Mysteries of Portlock Alaska and the Abandonment of the Small Town in the 1900s

    What is left of Portlock. Image courtesy of Extreme Expeditions Northwest LLC via YouTube.

    Juneau, AK (KINY) - For Halloween, we decided to reach out to a local historian and adventurer to see if there were any unsolved mysteries in Alaska that would fit the spooky mood of the holiday.

    He came back to us with a collection of research on strange happenings in the town of Portlock that is south of Homer. These stories point to a large hairy beast, smaller hairy devils that travel in packs, a wailing spirit that wandered the wilderness, and many deaths that were hard to explain.

    Brian Weed is the co-founder of a group called Juneau's Hidden History that primarily keeps track of things through their Facebook page. He has traveled all over Juneau and many other Alaskan towns in search of natural history and stories. His group plans frequent hikes in the area to places that have some sort of story to tell or just to see the natural beauty of the state.

    Weed started the story with a peculiar death in the 1930s.

    "A logger was out working and something or someone hit him over the head with a huge piece of logging equipment, something that one man couldn't have lifted. When they found his body, there was blood on the equipment and there was no way that one person could have done it. He was a good ten feet from the logging equipment, so it's not like he slipped, fell, and hit his head. It looked more like someone picked it up and bonked him over the head."

    There are lots of accounts of creatures being seen in the area.

    "The local Natives started talking about a creature, a hairy Big Foot type Yeti monster and it was called the Nantiinaq or big hairy creature as it was called. At that same time, the villagers talked about seeing a spirit of a woman dressed in black clothes that would come out on the cliffs above town. They described her dress as being so long that she would have to drag it. She had a very white face and would scream and moan. The villagers would hear something and then she would disappear back into the cliff face."

    In the 1920s, a man by the name of Albert Petka supposedly scared off the hairy creature with his dogs, but not before receiving a fatal blow to the chest. According to the stories, Petka survived to explain what happened, but died to his wounds soon after. There are also reports of prospectors and hunters going missing frequently to the point that it became commonplace. Their bodies were allegedly found in a creek as if their limbs had been ripped apart. A school teacher in the 1970s even talked about growing up in Portlock and also told stories of people being afraid of what could be lurking in the night.

    Weed considered himself a skeptic and explained what the Nantiinaq could have been mistaken for.

    "Maybe they were seeing an extremely large bear in the area. From a distance of say a hundred feet, your brain has never seen a bear that big, so you put together an idea of what you think you saw. If the bear is standing up say in the 10 to 12-foot range, it may be the biggest bear you've ever seen and so you're brain may not put together that that's a bear. Maybe you're seeing it from a strange angle or it's too close to trees so you can't see its whole shape."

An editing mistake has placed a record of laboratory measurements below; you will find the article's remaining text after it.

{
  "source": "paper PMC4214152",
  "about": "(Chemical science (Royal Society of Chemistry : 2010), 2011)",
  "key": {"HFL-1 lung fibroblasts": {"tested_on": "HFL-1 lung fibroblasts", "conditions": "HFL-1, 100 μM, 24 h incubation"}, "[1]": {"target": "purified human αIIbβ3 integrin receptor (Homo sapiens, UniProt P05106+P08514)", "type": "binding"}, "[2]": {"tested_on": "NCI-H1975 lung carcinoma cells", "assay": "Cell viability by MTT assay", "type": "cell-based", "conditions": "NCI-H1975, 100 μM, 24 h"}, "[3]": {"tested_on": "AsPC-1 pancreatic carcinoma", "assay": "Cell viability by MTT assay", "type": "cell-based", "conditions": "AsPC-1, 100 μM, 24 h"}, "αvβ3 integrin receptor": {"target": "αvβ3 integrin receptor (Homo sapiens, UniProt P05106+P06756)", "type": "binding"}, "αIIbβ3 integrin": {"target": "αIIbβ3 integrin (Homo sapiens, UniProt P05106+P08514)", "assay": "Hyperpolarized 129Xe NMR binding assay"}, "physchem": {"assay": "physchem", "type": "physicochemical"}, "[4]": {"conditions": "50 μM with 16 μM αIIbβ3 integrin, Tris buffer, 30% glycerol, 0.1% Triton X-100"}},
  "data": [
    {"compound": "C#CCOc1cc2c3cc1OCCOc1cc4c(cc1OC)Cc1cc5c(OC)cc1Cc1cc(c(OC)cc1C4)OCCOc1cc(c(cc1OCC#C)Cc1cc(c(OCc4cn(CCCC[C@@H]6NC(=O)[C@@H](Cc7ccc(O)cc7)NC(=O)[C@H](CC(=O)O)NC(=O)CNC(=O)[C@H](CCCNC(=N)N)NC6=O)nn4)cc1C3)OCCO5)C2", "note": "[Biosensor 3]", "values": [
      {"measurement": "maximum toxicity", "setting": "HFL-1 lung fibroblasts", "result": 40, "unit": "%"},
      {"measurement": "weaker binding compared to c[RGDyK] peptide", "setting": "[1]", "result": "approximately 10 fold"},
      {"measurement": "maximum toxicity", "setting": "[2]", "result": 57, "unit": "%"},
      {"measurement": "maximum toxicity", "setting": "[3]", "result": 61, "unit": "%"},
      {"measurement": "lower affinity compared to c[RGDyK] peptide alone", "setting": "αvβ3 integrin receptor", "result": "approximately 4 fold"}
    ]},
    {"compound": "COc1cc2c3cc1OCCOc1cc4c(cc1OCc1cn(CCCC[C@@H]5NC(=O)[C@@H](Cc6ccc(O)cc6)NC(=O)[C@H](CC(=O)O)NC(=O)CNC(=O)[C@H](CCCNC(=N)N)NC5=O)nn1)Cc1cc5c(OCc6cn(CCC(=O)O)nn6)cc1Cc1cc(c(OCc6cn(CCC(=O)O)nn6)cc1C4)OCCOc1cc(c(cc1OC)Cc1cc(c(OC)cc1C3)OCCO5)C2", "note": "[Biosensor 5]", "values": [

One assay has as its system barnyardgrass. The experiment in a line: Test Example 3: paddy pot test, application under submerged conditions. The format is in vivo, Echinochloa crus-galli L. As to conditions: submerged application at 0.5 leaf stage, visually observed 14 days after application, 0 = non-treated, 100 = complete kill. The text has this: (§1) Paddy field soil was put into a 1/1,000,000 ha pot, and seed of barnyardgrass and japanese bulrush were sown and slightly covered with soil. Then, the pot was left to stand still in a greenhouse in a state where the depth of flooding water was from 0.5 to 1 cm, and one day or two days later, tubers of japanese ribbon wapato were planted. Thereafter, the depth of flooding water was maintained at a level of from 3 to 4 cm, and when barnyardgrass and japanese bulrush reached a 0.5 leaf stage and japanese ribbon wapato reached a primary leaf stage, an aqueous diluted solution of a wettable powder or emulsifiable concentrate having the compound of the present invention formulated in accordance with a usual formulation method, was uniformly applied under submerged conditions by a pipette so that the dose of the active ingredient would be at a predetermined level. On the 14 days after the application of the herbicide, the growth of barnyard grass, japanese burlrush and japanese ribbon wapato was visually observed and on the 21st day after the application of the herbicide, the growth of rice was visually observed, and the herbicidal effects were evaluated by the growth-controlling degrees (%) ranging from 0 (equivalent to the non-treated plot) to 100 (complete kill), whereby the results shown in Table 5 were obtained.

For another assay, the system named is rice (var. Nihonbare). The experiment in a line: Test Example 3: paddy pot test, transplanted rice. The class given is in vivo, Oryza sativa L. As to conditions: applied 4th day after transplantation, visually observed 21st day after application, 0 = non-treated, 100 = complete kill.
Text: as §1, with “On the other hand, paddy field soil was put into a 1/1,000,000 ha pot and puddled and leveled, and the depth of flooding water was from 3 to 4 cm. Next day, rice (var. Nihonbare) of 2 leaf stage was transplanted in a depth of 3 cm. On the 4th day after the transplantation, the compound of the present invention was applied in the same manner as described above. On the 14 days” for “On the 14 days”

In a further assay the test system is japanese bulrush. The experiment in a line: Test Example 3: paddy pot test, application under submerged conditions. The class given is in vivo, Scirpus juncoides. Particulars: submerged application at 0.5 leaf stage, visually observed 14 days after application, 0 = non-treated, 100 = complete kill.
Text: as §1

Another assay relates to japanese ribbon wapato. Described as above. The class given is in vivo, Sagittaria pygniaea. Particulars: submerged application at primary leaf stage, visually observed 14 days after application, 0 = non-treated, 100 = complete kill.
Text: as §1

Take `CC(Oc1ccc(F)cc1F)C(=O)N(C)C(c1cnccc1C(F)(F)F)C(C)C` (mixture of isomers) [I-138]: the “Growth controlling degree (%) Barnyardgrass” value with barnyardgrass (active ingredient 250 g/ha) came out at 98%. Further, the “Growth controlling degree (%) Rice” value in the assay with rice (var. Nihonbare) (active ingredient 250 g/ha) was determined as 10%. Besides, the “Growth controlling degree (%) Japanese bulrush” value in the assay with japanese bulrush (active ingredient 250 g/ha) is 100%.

Regardless of his skepticism, there is something uncanny about several groups of people being fearful of this monster.

    "It's definitely an interesting story, but people swear by this. For the locals that grew up in the area, this thing has apparently existed for hundreds of years. There was a small village site at Portlock before it was founded and those people had originally moved away."

    "When the 1930s incidents started to happen most of the Russian Aleuts actually moved out of town for a year. The people running the cannery basically begged their workers to come back and they set up armed guards for a short period of time, trying to get their workers back in town."

    Monster or no, people abandoned Portlock en masse.

    "That we can establish as the facts. Those people did leave the town. We know when the town and post office shut down. We know that there are reported murders in the area. They called them murders, but they also included people that just went lost in those reports."

    "We're not talking about a dozen people. We're talking like three dozen people. If we have a serial killer in the area at the time, they took out a lot of people in the course of say 20 years."

    Weed told us that he hopes to visit Portlock to do some exploring.

    "I'm hoping to camp 3 or 4 days in the area and maybe set up some cameras just for kicks. I'm not trying to do like a Ghost Hunter special or anything, but I would like to see if there are some big brown bears in the area and what might have been seen that would cause people to be spooked."